Monday, September 12, 2011

Adieu, Facebook

My decision to deactivate my Facebook account was multifaceted, something I had been deliberating doing for some time.

But the biggest part of it was this: I am not biologically designed to have 300 best friends. It was fun to promote my art and blog via Facebook, it was fun to see my friends’ children in online albums, and it was fun to exchange witticisms with long-time friends; however, I began to wonder if all this living online takes away from the living I should actually be doing in regard to people I love the most. Maybe we are designed to let go and not constantly reconnect. I don't know.

Facebook has had surprising benefits—the best of which was reconnections of lost friendships that formed foundations of new support in difficult times.  But I did learn that I would bump into an old acquaintance, excitedly catch up, exhaust all enthusiasm, and, for the most part, lose touch again. The option of reaching out, though, was always a key stroke away. Convenient. I think I what I learned was I don’t like severed connections, but I simply can’t realistically maintain that much correspondence with that many people.

I am sure I will reactivate my account again. I use FB as a messaging service for people whose phone numbers I don’t have—more than one lunch has been scheduled that way. When I took my children to see their paternal great-grandmother, I was able to send a rare and precious photo of her to several former in-laws. It was a tender gesture that FB unwittingly hosted—something that wouldn’t have been so possible at one time. I also enjoy seeing what's happening in my step-daughters' lives. But for now, I decided just to pull out.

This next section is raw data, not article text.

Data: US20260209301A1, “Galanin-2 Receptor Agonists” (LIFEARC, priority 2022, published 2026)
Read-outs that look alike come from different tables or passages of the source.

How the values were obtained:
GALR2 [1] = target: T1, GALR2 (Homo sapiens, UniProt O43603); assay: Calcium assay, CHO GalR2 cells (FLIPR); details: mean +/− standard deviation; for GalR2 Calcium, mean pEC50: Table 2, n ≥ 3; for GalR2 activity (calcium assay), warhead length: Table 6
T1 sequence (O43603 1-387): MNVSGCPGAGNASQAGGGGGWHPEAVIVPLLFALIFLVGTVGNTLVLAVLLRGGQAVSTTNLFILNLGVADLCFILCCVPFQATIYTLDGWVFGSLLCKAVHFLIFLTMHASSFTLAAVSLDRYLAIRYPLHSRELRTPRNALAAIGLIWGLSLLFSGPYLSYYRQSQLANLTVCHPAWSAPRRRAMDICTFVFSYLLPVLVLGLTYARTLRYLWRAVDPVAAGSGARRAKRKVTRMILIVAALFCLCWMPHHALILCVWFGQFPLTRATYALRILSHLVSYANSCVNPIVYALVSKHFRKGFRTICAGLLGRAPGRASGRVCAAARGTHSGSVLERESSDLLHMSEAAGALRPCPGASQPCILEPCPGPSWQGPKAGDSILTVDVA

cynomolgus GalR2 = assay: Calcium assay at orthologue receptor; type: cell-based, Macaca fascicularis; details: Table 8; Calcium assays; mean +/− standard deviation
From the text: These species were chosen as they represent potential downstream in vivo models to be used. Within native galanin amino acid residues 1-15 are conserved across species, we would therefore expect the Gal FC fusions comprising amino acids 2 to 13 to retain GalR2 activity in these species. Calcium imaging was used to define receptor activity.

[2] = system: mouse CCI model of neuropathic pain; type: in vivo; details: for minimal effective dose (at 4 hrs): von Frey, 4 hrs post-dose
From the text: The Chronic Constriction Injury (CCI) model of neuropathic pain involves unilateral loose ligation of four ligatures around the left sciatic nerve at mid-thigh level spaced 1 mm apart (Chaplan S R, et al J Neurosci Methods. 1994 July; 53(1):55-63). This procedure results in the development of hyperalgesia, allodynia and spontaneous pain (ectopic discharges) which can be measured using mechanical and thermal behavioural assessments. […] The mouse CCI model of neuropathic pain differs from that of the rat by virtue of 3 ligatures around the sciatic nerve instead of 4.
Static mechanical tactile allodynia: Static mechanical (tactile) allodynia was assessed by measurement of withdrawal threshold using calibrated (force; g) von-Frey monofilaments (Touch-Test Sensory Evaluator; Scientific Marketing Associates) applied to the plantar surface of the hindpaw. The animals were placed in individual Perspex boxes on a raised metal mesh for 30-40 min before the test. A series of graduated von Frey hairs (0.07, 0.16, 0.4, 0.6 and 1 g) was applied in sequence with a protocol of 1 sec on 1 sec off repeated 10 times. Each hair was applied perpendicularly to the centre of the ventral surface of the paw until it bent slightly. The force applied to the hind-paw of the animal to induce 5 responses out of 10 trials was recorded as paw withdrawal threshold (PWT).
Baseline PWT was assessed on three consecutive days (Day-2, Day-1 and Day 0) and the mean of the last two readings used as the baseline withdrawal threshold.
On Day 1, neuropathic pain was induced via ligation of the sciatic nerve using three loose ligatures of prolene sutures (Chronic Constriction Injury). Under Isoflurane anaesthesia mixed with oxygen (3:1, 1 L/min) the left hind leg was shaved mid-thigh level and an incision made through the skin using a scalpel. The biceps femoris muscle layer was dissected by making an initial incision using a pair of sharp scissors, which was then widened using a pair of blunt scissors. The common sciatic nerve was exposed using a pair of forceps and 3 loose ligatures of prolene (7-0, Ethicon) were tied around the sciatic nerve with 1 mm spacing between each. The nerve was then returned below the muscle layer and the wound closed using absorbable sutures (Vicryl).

The timing of my closing my FB account came when I needed to reflect a bit on priorities. The last few days have been nice—no chime summoning me on my Blackberry, no faux-urgency to check the latest newsfeed. I thought I would miss it. I know my kids don't miss my being distracted by it. So far, so good.


  1. My Dear Mrs. C;

    Your withdrawal from FB is sad, but not unexpected. These days it seems that we barely have time for ourselves and the immediate family, let alone the extended realm of brothers, sisters, parents and in-laws. The complexity of your current situation no doubt has increased the number of tugs at your already time compressed life.
    The chaos that we call adulthood is difficult enough in these times, as we find ourselves in adrift in story seas. Though I would say that you have finally found a nice safe anchorage, which is no doubt well deserved. In the intervening years since we first met, I had often wondered about what paths and journeys that you undertook. It does my heart good to see how things have finally worked out.
    Facebook is really all about connections. Connections are what keep us human in the face of upheaval and isolation. They bring us together, if not in person than in cyberspace. And for an all too brief time, create an illusion of intimacy, which can comfort those separated by time and space.

  2. Hey Chiquita:
    I use FB when I can't contact someone via email. When I first got my account it was fun to play with and I was checking it constantly. Then I had to acknowledge how selfish I am because I'll never care if a "friend" couldn't find a ripe banana at Starbucks or they're stuck in rush hour traffic.

  3. I missed you. I thought you de-friended me. I asked Doc if you de-friended me but got no answer. I highly doubt I would miss many others on my list!
    For me Facebook is a place to share my media. Like any other social gathering place it can be fun and annoying all at the same time!


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